‘I used to put my wallet in the kitchen draw at times and I had some money go missing. There was t-shirts, jumpers, jogging trousers, normal trousers go missing.

‘Stacey found some of my clothes in Lucy’s room.’

Reptile-lover Nicholson told jurors he had kept tarantulas, a gecko, pythons and a even a 9ft-long Boa Constrictor at the house he shared with Lucy and her family at various times during the year he lived there.

Nicholson is also charged with having sex with another underage girl, who was 14 when he gave her a tattoo and then arranged to go to woodland with her, close to where he allegedly killed Lucy.

Today he denied having sex with her, telling jurors he had only ever met her once, when he tattooed her. He added he had been fined for providing an underage girl with a tattoo, after her mother found out and reported him to police.

A pair of blue surgical gloves found at Tanner's Brook, near to the body of schoolgirl Lucy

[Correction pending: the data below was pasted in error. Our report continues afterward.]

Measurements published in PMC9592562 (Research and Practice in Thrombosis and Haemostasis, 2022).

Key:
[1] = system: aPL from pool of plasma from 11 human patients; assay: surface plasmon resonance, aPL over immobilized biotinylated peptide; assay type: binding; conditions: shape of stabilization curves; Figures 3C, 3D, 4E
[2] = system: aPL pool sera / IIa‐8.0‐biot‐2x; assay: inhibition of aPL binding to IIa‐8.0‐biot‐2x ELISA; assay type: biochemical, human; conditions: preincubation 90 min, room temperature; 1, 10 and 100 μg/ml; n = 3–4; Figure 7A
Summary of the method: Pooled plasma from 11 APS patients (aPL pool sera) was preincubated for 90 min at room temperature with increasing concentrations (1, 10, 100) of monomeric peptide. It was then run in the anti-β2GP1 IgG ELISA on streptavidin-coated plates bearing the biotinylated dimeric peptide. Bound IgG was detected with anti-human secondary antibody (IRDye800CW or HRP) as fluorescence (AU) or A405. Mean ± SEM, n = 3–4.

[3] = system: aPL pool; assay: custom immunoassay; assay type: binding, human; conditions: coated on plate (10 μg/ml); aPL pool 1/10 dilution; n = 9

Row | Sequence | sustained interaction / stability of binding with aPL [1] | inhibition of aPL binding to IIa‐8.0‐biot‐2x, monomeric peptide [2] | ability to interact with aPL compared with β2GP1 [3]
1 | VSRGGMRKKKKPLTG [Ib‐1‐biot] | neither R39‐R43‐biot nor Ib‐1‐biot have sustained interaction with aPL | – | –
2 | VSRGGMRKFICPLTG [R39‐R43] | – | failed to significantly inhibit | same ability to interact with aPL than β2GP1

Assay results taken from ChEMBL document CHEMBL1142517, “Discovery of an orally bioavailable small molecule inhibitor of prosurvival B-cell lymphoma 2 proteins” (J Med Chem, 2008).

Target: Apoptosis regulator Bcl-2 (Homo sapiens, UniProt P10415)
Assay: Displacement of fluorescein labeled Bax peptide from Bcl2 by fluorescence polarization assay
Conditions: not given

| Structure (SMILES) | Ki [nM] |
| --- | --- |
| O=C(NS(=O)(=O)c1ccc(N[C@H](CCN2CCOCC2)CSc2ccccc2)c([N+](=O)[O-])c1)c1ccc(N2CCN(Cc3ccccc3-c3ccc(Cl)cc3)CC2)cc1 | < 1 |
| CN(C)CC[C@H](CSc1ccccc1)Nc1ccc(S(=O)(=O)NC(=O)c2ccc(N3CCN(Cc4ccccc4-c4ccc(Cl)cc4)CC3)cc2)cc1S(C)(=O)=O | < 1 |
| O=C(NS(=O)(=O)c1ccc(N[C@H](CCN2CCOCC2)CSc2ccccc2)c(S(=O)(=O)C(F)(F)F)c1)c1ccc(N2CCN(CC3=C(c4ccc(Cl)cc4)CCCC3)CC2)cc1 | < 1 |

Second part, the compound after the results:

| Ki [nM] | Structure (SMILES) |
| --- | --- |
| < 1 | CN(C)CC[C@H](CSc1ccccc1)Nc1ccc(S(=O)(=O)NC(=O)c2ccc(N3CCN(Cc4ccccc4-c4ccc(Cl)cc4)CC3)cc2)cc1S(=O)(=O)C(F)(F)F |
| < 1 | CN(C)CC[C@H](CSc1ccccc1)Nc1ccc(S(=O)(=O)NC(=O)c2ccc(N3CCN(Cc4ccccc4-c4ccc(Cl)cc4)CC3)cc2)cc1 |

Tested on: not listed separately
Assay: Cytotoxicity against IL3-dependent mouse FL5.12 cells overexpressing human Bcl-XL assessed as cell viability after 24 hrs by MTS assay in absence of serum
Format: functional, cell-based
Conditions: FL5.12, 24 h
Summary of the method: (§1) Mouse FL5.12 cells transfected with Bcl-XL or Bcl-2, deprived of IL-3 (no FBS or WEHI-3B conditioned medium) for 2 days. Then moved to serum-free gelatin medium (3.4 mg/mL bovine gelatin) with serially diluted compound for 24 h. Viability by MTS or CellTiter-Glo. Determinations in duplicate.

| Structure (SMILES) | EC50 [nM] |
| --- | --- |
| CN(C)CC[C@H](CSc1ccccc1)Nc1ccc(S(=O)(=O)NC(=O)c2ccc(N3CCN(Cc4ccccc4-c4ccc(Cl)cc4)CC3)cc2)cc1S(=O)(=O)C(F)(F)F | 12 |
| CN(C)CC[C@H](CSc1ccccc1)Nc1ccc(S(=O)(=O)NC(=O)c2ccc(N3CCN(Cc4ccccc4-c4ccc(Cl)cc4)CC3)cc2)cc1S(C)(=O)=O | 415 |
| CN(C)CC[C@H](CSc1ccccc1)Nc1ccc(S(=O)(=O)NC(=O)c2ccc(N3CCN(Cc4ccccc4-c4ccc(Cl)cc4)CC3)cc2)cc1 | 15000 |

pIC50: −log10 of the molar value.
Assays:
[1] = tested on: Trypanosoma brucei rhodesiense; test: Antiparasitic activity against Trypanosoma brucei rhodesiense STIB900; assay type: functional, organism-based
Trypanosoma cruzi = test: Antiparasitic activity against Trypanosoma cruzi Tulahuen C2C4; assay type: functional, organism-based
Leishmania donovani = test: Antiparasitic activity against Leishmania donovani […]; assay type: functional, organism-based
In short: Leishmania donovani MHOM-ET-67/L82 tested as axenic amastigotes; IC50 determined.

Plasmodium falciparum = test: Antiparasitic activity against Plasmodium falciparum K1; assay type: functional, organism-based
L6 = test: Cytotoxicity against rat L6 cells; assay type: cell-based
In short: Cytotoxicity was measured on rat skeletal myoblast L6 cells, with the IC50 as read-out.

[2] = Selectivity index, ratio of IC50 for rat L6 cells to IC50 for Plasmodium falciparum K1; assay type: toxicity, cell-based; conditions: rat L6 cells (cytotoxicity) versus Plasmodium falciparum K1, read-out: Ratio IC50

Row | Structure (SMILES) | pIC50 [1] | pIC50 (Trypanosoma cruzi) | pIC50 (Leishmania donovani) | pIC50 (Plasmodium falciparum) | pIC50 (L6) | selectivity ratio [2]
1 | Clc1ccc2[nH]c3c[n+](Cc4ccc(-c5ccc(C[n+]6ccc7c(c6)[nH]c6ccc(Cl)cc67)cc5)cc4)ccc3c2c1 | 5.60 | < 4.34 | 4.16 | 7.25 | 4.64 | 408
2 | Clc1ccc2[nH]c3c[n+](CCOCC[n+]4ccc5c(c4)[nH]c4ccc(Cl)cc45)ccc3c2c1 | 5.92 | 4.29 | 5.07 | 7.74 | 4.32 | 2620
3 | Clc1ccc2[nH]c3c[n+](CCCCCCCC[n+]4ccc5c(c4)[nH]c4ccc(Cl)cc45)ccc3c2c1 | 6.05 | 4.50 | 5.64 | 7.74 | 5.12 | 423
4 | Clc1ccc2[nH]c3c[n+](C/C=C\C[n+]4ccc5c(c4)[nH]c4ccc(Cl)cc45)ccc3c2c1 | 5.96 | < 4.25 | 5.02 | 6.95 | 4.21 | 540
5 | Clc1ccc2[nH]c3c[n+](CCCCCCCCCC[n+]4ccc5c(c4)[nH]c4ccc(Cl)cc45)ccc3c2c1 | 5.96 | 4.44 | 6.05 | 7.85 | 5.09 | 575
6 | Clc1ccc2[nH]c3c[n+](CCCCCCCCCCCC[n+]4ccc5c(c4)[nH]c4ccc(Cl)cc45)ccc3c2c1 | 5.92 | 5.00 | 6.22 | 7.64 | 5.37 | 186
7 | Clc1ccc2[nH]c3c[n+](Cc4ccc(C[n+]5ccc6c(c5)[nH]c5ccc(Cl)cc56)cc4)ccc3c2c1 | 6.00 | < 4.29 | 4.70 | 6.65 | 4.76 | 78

A pair of blue surgical gloves found at Tanner’s Brook, near to the body of schoolgirl Lucy

The court today heard prosecutors had ‘reviewed’ the case heard so far in court and decided there was ‘insufficient evidence’ for one of the charges of sexual activity with Lucy when she turned 13.

Instructing the jury to find him not guilty of the charge, judge Mrs Justice May said: ‘It is absolutely standard at the end of the prosecution case for the Crown to review the evidence there has been.

‘Following that review, the Crown has determined there is insufficient evidence to support the charge at count six on the indictment for this case.

‘That being the case, I must now direct you to return a formal verdict of not guilty on that count.’

Nicholson also told the court Lucy was simply trying to ’cause trouble’ when she told him she was pregnant the night before he is alleged to have killed her.

The court heard Lucy sent messages to Nicholson on Facebook Messenger late on July 24 last year, telling him if he did not meet her she would tell her mum he’d got her pregnant.

Giving evidence today, Nicholson admitted he deleted messages between the pair and said he blocked her saying her claims were ‘nonsense’.